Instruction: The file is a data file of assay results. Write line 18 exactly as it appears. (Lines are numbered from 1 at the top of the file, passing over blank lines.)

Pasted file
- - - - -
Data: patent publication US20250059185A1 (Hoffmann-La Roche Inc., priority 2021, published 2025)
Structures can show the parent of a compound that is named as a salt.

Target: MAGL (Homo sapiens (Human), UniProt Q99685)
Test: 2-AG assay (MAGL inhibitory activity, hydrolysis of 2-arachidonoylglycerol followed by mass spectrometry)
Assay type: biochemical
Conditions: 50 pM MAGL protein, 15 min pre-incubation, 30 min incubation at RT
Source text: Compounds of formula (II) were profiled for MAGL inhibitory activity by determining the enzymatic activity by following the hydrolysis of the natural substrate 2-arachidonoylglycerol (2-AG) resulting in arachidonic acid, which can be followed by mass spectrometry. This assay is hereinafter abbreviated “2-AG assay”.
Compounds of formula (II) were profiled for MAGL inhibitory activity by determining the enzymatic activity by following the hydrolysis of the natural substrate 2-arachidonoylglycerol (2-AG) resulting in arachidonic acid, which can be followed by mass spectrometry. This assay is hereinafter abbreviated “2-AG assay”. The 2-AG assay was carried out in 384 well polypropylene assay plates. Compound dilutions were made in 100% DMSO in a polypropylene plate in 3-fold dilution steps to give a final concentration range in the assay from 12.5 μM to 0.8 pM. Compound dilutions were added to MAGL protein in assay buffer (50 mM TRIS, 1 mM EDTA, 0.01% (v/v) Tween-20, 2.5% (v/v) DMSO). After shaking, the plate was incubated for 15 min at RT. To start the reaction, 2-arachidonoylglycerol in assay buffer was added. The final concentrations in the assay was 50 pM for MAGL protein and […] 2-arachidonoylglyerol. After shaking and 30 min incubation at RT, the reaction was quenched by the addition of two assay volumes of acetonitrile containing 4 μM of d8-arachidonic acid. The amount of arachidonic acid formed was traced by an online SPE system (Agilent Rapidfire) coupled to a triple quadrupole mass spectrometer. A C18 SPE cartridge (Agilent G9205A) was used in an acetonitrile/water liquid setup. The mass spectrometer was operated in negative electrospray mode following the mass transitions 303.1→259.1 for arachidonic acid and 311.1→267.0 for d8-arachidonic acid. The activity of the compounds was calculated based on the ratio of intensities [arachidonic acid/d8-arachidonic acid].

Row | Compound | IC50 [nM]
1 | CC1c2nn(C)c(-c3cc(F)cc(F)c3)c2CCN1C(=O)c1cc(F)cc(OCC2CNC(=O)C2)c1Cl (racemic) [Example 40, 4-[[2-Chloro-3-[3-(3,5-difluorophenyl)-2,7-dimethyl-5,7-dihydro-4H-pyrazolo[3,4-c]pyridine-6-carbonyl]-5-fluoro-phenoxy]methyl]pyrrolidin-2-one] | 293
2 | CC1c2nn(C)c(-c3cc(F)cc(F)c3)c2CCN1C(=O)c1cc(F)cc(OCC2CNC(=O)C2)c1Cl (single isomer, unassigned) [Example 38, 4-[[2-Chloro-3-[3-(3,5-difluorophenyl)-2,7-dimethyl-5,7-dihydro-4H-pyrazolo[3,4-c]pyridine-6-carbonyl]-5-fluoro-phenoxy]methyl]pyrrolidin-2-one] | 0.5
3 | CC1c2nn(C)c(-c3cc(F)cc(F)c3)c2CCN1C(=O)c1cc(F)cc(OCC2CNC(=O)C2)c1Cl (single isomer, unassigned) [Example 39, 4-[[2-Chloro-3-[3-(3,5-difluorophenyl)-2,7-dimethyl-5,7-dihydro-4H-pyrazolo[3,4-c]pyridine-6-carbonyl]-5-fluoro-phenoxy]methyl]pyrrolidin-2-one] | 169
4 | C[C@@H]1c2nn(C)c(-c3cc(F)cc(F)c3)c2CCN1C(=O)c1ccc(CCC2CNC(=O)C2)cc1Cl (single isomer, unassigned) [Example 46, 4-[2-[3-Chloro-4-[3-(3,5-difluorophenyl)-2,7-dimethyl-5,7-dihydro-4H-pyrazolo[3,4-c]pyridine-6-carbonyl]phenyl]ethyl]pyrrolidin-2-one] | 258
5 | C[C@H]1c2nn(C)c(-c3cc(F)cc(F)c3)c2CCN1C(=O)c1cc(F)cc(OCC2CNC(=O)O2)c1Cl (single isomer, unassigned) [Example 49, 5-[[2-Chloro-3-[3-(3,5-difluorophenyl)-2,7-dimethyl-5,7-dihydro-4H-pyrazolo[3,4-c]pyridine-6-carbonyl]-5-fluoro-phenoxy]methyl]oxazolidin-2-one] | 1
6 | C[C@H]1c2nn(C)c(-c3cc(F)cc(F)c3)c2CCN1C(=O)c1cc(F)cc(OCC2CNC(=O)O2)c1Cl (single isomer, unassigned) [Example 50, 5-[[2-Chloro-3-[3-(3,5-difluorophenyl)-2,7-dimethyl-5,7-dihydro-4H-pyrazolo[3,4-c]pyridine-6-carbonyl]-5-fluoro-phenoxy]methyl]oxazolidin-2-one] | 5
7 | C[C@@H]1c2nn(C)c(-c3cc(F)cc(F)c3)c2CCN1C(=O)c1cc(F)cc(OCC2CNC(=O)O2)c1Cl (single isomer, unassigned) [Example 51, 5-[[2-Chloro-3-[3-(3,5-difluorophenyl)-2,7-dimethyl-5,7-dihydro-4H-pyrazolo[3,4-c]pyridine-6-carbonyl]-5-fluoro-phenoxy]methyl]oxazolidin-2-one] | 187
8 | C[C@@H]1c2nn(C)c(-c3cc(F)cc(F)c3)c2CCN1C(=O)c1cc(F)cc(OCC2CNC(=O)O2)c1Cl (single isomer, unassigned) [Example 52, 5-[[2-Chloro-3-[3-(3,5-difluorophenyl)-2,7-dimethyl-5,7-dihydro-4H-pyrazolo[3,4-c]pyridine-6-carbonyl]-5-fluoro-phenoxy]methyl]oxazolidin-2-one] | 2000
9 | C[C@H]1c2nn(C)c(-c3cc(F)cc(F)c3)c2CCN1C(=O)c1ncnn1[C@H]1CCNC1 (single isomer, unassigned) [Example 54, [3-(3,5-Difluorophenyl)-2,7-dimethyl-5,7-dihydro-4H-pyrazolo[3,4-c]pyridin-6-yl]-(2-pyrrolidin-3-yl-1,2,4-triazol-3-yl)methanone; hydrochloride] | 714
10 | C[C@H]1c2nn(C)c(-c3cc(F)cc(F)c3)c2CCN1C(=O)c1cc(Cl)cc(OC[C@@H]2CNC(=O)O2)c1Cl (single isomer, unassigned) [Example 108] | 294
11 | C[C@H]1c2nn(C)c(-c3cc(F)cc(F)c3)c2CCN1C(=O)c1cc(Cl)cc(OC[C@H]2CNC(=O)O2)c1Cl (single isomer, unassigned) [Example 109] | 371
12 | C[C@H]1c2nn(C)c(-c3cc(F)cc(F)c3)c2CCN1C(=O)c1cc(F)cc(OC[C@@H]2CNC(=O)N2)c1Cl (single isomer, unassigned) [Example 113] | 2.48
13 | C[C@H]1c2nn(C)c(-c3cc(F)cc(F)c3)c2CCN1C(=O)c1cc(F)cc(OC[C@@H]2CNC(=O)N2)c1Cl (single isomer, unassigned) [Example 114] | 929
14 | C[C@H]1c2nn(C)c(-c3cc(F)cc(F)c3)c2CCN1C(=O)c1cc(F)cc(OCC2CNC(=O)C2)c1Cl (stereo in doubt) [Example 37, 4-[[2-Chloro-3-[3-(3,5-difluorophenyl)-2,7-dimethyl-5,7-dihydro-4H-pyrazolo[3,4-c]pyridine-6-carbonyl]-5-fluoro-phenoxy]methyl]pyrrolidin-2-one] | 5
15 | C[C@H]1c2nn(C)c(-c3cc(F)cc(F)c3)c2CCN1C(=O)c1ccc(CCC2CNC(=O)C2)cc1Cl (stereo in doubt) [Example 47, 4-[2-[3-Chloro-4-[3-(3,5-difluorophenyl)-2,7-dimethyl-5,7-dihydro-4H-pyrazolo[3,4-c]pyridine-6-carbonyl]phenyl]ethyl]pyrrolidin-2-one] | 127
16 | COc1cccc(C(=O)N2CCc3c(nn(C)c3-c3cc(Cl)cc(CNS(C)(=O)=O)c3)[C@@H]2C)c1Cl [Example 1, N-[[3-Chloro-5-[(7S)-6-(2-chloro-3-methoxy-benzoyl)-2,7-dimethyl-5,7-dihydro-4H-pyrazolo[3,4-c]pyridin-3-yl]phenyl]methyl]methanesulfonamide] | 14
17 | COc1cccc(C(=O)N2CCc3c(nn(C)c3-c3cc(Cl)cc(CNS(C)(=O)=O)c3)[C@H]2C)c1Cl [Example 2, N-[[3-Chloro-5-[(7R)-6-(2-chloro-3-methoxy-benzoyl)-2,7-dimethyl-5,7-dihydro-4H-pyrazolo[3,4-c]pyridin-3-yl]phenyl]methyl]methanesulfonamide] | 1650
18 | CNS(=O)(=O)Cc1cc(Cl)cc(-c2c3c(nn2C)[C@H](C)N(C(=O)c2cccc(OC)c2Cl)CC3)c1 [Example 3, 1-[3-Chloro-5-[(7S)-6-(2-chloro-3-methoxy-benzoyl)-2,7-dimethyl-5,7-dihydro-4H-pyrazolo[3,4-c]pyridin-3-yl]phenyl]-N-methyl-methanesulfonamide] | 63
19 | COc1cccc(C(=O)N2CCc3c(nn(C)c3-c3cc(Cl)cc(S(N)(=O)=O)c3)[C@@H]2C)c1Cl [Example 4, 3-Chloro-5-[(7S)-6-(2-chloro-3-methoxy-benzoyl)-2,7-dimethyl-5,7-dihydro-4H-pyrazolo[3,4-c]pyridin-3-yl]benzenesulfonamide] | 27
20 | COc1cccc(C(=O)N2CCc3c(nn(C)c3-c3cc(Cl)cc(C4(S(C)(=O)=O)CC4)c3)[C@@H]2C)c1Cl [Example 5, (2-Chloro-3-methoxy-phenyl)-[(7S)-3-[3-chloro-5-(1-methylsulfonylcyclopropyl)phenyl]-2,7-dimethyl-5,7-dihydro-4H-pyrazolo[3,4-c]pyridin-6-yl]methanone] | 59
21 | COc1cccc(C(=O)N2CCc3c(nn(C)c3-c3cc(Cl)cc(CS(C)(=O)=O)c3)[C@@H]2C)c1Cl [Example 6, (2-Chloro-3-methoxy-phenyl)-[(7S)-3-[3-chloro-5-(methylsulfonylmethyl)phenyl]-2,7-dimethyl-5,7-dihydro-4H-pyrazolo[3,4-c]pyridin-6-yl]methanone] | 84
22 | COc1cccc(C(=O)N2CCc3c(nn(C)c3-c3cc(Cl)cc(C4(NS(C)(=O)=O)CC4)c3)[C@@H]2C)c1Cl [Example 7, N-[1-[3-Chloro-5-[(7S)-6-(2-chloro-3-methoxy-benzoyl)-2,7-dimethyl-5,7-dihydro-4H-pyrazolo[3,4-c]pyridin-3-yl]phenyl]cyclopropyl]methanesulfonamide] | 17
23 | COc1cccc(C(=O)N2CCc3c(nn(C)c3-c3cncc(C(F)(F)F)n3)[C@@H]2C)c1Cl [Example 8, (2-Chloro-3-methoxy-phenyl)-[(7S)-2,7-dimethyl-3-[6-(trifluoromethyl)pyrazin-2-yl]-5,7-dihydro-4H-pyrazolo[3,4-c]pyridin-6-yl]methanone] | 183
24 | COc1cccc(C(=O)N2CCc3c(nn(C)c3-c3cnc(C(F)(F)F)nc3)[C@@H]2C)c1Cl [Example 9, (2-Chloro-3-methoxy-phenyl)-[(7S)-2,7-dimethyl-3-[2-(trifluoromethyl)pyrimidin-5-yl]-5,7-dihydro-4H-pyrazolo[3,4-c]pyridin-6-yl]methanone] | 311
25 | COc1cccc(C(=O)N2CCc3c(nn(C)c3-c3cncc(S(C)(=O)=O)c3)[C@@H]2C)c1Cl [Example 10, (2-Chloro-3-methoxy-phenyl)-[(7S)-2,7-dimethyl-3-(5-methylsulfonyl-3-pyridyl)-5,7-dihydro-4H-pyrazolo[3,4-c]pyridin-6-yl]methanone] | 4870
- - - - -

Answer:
9 | C[C@H]1c2nn(C)c(-c3cc(F)cc(F)c3)c2CCN1C(=O)c1ncnn1[C@H]1CCNC1 (single isomer, unassigned) [Example 54, [3-(3,5-Difluorophenyl)-2,7-dimethyl-5,7-dihydro-4H-pyrazolo[3,4-c]pyridin-6-yl]-(2-pyrrolidin-3-yl-1,2,4-triazol-3-yl)methanone; hydrochloride] | 714